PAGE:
Baltimore, General Chaos

School’s a real gas

At 1:30 today, my #1 son calls me on his cell phone.

“I’m at the library,” he said, meaning the Roland Park branch of the Enoch Pratt Free Library, which is across from his school.

“What are you doing there?” I asked, waiting for the other shoe to drop.

“They closed school. One of the boilers broke and there was a gas leak or something.”

Just when I thought I was going to have an uninterrupted workday for once…

I drove up Roland, and as I approached the school, the air was heavy with the smell of combustible fumes. It smelled more like fuel oil than natural gas; but still, I figured that it had to be absolutely explosive inside the school. I called Kevin on his cell to tell him I was turning in front of the library, and he ran over to meet me.

As we drove, he explained that he had only had a half a class that day–that there had been a problem since that morning, and they were only getting around to dismissing students at 1:00. They had all of the students in the general purpose room while the fire department and health department inspected the broken boiler that was the source of the problem.

“So, the building was filled with fumes, and they had you go to the multipurpose room?” I asked in disbelief.

“Well, they had to wait for the fire department and health department to figure out if it was safe…”

Having dealt with some fuel oil leaks while I was in the Navy, it would seem that ANY fuel oil leak where I could smell the fumes from several blocks away would be unsafe. But, hey, that’s just me.

As it turned out, it was 2,000 gallons of fuel oil that had spilled out of a ruptured fuel line. WBAL reported on it at 10:30 am. But WTF with having everybody stay in the building until 12:30?

Hats off to the teachers who ran herd over the kids and got them over to the library. The BCSS should give them combat pay for today.

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Baltimore, General Chaos

School's a real gas

At 1:30 today, my #1 son calls me on his cell phone.

“I’m at the library,” he said, meaning the Roland Park branch of the Enoch Pratt Free Library, which is across from his school.

“What are you doing there?” I asked, waiting for the other shoe to drop.

“They closed school. One of the boilers broke and there was a gas leak or something.”

Just when I thought I was going to have an uninterrupted workday for once…

I drove up Roland, and as I approached the school, the air was heavy with the smell of combustible fumes. It smelled more like fuel oil than natural gas; but still, I figured that it had to be absolutely explosive inside the school. I called Kevin on his cell to tell him I was turning in front of the library, and he ran over to meet me.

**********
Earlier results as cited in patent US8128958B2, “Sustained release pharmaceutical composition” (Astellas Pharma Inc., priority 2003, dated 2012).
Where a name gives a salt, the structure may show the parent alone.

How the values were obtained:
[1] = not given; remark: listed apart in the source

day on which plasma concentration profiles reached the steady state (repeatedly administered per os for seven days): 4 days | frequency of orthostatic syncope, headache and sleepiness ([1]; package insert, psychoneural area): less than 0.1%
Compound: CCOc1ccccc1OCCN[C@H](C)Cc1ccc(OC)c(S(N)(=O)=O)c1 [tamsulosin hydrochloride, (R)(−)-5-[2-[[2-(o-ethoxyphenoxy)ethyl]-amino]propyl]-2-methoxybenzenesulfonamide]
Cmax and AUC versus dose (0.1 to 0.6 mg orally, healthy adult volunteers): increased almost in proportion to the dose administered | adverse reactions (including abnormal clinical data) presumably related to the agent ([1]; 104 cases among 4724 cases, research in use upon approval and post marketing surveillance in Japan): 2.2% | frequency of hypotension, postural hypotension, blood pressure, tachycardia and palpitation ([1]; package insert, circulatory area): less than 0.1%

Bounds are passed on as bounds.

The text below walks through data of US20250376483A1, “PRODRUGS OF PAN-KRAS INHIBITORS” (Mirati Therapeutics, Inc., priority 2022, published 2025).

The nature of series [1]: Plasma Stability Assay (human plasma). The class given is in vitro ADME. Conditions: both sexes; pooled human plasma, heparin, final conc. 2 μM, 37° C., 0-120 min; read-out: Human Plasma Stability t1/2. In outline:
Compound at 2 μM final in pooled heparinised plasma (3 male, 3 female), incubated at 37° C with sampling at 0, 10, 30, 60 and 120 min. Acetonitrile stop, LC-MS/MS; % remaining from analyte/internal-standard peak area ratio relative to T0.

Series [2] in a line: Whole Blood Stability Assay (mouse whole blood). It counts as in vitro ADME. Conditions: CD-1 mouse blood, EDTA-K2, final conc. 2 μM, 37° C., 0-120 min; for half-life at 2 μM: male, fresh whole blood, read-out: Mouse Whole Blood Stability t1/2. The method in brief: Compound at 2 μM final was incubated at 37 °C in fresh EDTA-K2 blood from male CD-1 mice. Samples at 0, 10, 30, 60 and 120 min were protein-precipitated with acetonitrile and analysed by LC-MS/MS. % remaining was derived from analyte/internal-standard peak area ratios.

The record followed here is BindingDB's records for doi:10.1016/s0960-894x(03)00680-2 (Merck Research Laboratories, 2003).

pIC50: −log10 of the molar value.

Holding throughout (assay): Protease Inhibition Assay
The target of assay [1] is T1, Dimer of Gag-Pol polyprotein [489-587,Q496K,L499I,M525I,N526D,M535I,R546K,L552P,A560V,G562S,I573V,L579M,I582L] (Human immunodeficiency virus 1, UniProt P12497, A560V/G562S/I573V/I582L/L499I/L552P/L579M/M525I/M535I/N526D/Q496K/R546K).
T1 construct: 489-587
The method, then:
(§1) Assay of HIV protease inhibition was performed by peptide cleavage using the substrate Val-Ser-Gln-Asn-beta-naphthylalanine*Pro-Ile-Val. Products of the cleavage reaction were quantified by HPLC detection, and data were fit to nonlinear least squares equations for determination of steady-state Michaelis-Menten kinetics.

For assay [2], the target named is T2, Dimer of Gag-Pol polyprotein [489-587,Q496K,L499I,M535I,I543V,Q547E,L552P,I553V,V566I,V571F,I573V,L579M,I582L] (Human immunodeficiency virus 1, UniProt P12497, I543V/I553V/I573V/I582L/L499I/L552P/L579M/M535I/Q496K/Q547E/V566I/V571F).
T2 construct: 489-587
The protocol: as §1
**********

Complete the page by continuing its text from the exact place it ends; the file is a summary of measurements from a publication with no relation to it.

As we drove, he explained that he had only had a half a class that day–that there had been a problem since that morning, and they were only getting around to dismissing students at 1:00. They had all of the students in the general purpose room while the fire department and health department inspected the broken boiler that was the source of the problem.

“So, the building was filled with fumes, and they had you go to the multipurpose room?” I asked in disbelief.

“Well, they had to wait for the fire department and health department to figure out if it was safe…”

Having dealt with some fuel oil leaks while I was in the Navy, it would seem that ANY fuel oil leak where I could smell the fumes from several blocks away would be unsafe. But, hey, that’s just me.

As it turned out, it was 2,000 gallons of fuel oil that had spilled out of a ruptured fuel line. WBAL reported on it at 10:30 am. But WTF with having everybody stay in the building until 12:30?

Hats off to the teachers who ran herd over the kids and got them over to the library. The BCSS should give them combat pay for today.

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Administrivia

They Make Lovely Jewelry

At 11:00 pm last night, Paula is in a panic. She can’t find her school keys–the ones she was just told that she would have to pay $500 to replace (since it would mean changing all the keys and locks in the school for security reasons. “The only thing I can think is that Zoë picked them up off my desk and dropped them somewhere.”

Zoë, being asleep, was not available to provide any clues. We turned the area around Paula’s desk upside-down looking for them, and then surrendered.

This morning, after Paula had departed keyless, I woke up Zoë, and asked her, “Did you take Mommy’s keys off her desk?”